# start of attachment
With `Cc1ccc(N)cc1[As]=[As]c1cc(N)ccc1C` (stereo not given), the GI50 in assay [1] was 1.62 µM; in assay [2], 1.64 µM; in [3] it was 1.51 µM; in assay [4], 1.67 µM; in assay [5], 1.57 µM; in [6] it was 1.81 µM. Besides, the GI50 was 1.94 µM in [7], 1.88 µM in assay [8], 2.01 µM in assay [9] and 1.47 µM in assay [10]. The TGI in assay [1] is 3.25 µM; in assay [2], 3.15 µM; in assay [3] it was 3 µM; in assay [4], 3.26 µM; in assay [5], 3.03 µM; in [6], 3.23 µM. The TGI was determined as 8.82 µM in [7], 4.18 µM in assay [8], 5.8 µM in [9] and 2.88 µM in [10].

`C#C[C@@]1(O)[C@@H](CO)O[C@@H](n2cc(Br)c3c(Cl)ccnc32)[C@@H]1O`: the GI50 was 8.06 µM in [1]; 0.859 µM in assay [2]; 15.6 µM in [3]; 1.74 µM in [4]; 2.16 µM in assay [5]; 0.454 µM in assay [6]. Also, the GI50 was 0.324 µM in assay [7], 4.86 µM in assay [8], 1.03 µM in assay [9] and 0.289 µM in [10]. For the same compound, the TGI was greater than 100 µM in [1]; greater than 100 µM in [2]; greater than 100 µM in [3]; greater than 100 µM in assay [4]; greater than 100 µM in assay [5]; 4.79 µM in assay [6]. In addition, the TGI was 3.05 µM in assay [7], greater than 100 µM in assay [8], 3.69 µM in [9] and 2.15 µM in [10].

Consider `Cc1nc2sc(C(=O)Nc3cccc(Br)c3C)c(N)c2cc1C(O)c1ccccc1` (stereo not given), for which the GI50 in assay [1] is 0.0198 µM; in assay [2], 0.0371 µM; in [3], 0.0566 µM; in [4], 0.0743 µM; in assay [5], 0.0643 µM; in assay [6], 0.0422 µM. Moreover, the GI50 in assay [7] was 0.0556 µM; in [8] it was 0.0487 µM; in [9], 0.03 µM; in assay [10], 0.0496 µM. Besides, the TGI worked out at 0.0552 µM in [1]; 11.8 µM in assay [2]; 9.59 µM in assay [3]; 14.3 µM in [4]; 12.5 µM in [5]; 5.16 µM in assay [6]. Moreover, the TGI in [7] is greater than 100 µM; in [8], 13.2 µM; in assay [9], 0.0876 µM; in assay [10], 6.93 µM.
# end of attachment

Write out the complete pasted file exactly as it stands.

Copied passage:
With `Cc1ccc(N)cc1[As]=[As]c1cc(N)ccc1C` (stereo not given), the GI50 in assay [1] was 1.62 µM; in assay [2], 1.64 µM; in [3] it was 1.51 µM; in assay [4], 1.67 µM; in assay [5], 1.57 µM; in [6] it was 1.81 µM. Besides, the GI50 was 1.94 µM in [7], 1.88 µM in assay [8], 2.01 µM in assay [9] and 1.47 µM in assay [10]. The TGI in assay [1] is 3.25 µM; in assay [2], 3.15 µM; in assay [3] it was 3 µM; in assay [4], 3.26 µM; in assay [5], 3.03 µM; in [6], 3.23 µM. The TGI was determined as 8.82 µM in [7], 4.18 µM in assay [8], 5.8 µM in [9] and 2.88 µM in [10].

`C#C[C@@]1(O)[C@@H](CO)O[C@@H](n2cc(Br)c3c(Cl)ccnc32)[C@@H]1O`: the GI50 was 8.06 µM in [1]; 0.859 µM in assay [2]; 15.6 µM in [3]; 1.74 µM in [4]; 2.16 µM in assay [5]; 0.454 µM in assay [6]. Also, the GI50 was 0.324 µM in assay [7], 4.86 µM in assay [8], 1.03 µM in assay [9] and 0.289 µM in [10]. For the same compound, the TGI was greater than 100 µM in [1]; greater than 100 µM in [2]; greater than 100 µM in [3]; greater than 100 µM in assay [4]; greater than 100 µM in assay [5]; 4.79 µM in assay [6]. In addition, the TGI was 3.05 µM in assay [7], greater than 100 µM in assay [8], 3.69 µM in [9] and 2.15 µM in [10].

Consider `Cc1nc2sc(C(=O)Nc3cccc(Br)c3C)c(N)c2cc1C(O)c1ccccc1` (stereo not given), for which the GI50 in assay [1] is 0.0198 µM; in assay [2], 0.0371 µM; in [3], 0.0566 µM; in [4], 0.0743 µM; in assay [5], 0.0643 µM; in assay [6], 0.0422 µM. Moreover, the GI50 in assay [7] was 0.0556 µM; in [8] it was 0.0487 µM; in [9], 0.03 µM; in assay [10], 0.0496 µM. Besides, the TGI worked out at 0.0552 µM in [1]; 11.8 µM in assay [2]; 9.59 µM in assay [3]; 14.3 µM in [4]; 12.5 µM in [5]; 5.16 µM in assay [6]. Moreover, the TGI in [7] is greater than 100 µM; in [8], 13.2 µM; in assay [9], 0.0876 µM; in assay [10], 6.93 µM.